Being pregnant is something that some women look forward to. The thought of starting a family or expanding their family makes them very excited. The joy might turn to trepidation when she realizes that her pregnancy isn't really welcome news.
You’re a person who believes that if you see something, you should say something. That’s likely what led you to blow the whistle on your employer for an unlawful workplace policy or unfair treatment of employees – even if you weren’t affected.
With the recent headlines about sexual harassment and discrimination in Hollywood and other high-profile arenas, you may be becoming more aware of what is and is not acceptable in your own workplace. Since many of the current claims that are making headlines contain relatively straightforward allegations about prohibited behavior that is clearly outlined in employment law, it is easy to identify them as violations. However, this is another kind of discrimination that is harder to identify.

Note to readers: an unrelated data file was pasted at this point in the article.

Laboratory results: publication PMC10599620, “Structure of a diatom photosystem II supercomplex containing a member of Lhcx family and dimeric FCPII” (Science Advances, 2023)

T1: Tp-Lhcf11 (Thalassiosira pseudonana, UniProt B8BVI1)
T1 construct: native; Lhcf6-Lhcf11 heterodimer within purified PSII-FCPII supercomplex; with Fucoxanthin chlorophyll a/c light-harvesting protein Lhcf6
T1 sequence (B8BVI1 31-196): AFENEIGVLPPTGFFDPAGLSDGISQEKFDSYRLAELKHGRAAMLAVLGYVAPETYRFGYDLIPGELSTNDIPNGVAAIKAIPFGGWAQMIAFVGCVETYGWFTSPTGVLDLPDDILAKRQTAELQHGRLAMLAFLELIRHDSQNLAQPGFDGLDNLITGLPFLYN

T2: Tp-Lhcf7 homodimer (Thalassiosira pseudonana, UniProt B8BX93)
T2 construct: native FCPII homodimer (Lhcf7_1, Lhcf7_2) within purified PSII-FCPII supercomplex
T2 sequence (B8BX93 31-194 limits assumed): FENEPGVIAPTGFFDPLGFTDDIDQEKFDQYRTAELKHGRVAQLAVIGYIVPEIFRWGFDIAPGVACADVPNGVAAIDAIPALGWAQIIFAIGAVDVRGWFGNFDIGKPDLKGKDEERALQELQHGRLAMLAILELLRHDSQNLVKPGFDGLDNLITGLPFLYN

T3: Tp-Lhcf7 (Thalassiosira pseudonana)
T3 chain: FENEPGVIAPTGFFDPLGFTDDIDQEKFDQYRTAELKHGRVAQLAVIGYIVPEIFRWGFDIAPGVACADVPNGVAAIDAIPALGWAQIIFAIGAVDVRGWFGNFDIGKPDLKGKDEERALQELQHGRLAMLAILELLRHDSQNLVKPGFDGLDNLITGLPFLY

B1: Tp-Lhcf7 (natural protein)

Question: I have worked at the same company as a bartender for the last five years. I worked my way up so that I was getting the shifts that had the best tips (weekend evenings and closing shifts, generally.) I am now five months pregnant and I am starting to show. My boss has suddenly taken me off those shifts and put me only on lunch shifts—where I make far less money. He did this to the last girl who was pregnant, too. Can he do this?
You’re excitedly anticipating the newest member of your family, but your company may not feel the same way. A pregnant employee may decrease output, and your employer knows that parental leave will deprive them of your knowledge and work potential.
Two former Amazon workers are accusing the company of violating wage laws. They allege that the company failed to pay overtime, meal time and other requirements under state labor law.